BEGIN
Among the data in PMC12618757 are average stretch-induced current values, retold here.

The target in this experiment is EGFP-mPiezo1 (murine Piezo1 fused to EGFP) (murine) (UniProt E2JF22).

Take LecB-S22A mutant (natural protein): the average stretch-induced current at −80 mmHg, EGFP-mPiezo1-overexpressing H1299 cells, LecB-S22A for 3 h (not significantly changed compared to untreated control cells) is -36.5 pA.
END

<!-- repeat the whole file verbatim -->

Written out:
Among the data in PMC12618757 are average stretch-induced current values, retold here.

The target in this experiment is EGFP-mPiezo1 (murine Piezo1 fused to EGFP) (murine) (UniProt E2JF22).

Take LecB-S22A mutant (natural protein): the average stretch-induced current at −80 mmHg, EGFP-mPiezo1-overexpressing H1299 cells, LecB-S22A for 3 h (not significantly changed compared to untreated control cells) is -36.5 pA.